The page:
Withdrawal from opiates is a highly unpleasant experience to go through, even under the best of circumstances. While opioid withdrawal is rarely fatal, there are many inherent risks involved in the process, and it can be both painful and dangerous to go through on one’s own. Read on to learn more about the withdrawal process, what you can do to manage it, and when it’s appropriate to call in professional help to get through it.
1. Know and look for the signs of severe withdrawal.
Those who use opiates long enough and often enough to become physically dependent will encounter withdrawal symptoms when they decide to stop using. Unfortunately, these symptoms are often disagreeable enough that the person relapses and resumes their opioid usage. Medical management of these symptoms can ease these effects and make the process bearable, ensuring the individual gets to a point of sobriety and is able to move forward with treatment. Symptoms of opiate withdrawal can include agitation, anxiety, body aches, insomnia, sweating, diarrhea, nausea and vomiting, among others. Some state that opiate withdrawal symptoms feel like a more potent version of the common flu, making one incredibly uncomfortable. The duration and severity of these symptoms will vary depending on length and quantity of use.
2. Find your insurance card, if you have one.
When you go to coordinate detox care and residential treatment, you’ll want to have your insurance information handy. If you have insurance, your treatment will often be covered by your policy, in some cases with no money out of pocket. Your treatment facility will check with your carrier to determine what is covered and ensure you’re not paying for anything you don’t have to. If you know that your insurance policy has any restrictions on it, be sure to let admissions staff know when you speak with them – it can affect the amount of coverage you receive, which may influence where you decide to get care.
3. If your withdrawal symptoms are severe, go to the emergency room immediately.
If you are experiencing severe withdrawal symptoms or are a poly-substance user – i.e. you use other drugs like benzodiazepines or alcohol with opiates – it’s best to get to a hospital immediately, as your condition is more complicated and can lead to more severe medical issues like seizures or stroke. Do not try to drive at this time – you are not in a condition to get to the hospital safely on your own. It’s best to call 911, but if you have a friend or family member there with you, they can drive you if they are in a condition to do so safely. When you are at the hospital, they will give you medications to stabilize your condition and minimize the unpleasant effects of the withdrawals. They won’t eliminate the symptoms completely, but they will make you much more comfortable and the staff will ensure you’re taken care of if any complications arise.
4. Before leaving the hospital, be sure to get copies of your prescriptions and bloodwork.
Usually, you will continue taking certain medications after you’ve left the hospital, so be sure you get copies of all your prescriptions and lab work before you leave. Your residential detox will use this information to coordinate further medications for you when you get there. Knowing what you’ve already taken will help them both continue any medications the hospital specifies and add new medications to help you continue to be comfortable as you return to sobriety.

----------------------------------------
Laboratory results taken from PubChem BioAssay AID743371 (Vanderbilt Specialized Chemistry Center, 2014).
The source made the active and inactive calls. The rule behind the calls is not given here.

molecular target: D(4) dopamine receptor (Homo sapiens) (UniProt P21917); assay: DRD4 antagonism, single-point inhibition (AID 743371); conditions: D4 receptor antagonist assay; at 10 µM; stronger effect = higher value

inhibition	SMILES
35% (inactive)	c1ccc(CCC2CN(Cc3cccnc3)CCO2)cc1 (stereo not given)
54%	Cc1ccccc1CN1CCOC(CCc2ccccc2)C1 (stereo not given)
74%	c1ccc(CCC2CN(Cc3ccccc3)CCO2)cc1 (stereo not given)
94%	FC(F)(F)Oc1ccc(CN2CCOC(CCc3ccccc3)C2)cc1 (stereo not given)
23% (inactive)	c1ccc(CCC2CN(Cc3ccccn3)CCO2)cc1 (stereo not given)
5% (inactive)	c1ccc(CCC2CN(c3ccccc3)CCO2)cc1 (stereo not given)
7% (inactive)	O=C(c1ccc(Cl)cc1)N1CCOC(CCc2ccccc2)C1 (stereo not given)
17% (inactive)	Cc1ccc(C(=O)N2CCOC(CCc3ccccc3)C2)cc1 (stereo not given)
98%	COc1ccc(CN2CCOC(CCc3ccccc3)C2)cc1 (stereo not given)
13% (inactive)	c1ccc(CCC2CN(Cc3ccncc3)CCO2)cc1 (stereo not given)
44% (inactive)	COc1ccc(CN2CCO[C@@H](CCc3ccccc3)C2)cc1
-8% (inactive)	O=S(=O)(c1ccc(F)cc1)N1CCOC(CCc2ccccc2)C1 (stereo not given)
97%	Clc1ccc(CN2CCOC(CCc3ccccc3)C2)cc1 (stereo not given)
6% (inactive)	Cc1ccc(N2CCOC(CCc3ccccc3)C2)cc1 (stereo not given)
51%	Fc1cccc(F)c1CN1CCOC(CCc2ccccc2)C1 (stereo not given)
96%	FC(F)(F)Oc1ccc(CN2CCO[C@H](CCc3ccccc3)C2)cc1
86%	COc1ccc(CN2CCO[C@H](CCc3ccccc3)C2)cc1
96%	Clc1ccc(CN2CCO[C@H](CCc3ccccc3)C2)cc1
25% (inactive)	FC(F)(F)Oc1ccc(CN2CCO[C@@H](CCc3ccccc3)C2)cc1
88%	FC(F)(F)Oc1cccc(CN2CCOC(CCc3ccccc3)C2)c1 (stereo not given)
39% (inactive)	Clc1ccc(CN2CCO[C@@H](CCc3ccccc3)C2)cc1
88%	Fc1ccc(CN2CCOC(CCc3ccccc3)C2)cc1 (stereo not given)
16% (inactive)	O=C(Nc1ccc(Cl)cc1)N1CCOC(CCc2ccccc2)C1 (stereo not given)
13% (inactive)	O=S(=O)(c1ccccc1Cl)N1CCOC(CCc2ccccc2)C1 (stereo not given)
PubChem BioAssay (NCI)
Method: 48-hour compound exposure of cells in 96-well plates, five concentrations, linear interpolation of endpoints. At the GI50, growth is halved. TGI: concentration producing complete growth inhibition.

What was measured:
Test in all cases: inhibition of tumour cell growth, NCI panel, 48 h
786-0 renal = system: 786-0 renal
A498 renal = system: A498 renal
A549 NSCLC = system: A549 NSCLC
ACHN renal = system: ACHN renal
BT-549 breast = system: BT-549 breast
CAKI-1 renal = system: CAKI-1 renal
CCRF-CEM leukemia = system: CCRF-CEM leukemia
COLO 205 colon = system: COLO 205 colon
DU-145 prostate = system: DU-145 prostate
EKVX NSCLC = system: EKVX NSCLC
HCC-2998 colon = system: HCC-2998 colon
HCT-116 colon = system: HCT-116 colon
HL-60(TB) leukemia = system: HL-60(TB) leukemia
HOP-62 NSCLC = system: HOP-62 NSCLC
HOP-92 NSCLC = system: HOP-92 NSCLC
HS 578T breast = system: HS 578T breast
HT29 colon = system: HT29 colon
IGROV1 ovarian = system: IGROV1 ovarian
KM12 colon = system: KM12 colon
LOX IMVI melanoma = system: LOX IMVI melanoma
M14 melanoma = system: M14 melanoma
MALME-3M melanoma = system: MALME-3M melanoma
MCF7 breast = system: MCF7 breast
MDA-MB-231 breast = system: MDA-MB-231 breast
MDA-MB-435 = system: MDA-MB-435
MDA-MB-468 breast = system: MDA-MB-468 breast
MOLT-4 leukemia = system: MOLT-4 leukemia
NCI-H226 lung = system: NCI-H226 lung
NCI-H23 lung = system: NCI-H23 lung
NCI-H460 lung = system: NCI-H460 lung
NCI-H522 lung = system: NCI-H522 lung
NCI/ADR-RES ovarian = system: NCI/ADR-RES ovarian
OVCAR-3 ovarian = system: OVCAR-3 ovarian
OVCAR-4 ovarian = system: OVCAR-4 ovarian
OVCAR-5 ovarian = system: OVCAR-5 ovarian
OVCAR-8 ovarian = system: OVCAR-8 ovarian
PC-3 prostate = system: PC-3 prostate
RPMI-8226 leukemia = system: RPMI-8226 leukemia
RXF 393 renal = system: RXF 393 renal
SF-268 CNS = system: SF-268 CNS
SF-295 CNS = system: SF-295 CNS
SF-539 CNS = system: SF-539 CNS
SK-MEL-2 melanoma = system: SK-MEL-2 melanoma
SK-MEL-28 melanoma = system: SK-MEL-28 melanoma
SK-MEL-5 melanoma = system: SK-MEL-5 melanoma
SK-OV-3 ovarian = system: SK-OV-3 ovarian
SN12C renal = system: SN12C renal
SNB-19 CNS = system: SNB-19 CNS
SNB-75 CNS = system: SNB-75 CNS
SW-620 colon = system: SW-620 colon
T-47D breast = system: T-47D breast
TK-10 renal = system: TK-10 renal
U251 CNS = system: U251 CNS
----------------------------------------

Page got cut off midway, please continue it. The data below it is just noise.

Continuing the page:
5. Choose a residential detox to continue your care.
After you’ve been stabilized in the hospital, you’ll want to set up residential detox to continue your care. While the worst of your withdrawals are over at this point, you are still not completely sober and you will still feel withdrawal symptoms for a few more days. You will need continued medical support to ensure your comfort. At detox, you’ll also begin to meet with counselors who will start to address the underlying causes of your addiction, whether psychological, trauma-related or otherwise. Your hospital will likely give you recommendations on local detox centers, but be sure to do your own research and choose a facility based on your own needs, not someone else’s. This will give you the best chance at long-term success.
When calling facilities, be sure to talk about your insurance with them and ensure that they can accept your coverage for treatment. If you’re uninsured, most facilities will work with you to build a financial arrangement that suits your needs – just be sure to talk about it at the outset, not when you’re already at the facility.
6. During detox, arrange for your next level of care.
Getting physically sober is a critically important piece of addiction treatment, but it is not the only one – a big piece of addiction is mental, and long-term treatment is designed to address that piece, too. Your detox facility will give you recommendations for inpatient residential treatment or intensive outpatient treatment, but just as with detox, be sure to research your options independently and choose a facility that suits your needs. Both residential care and outpatient care will look to address the underlying causes of addiction at a deeper level than at detox, as well as giving you the psychological tools you need to stay sober and build the life you want, free from drugs and alcohol.
If you need help with opiate addiction or have a loved one who needs support, call Inland Detox today at (888) 739-8296. We’ll help you get the care you need right away. If you are experiencing severe withdrawal symptoms, do not wait – call 911 for emergency care now.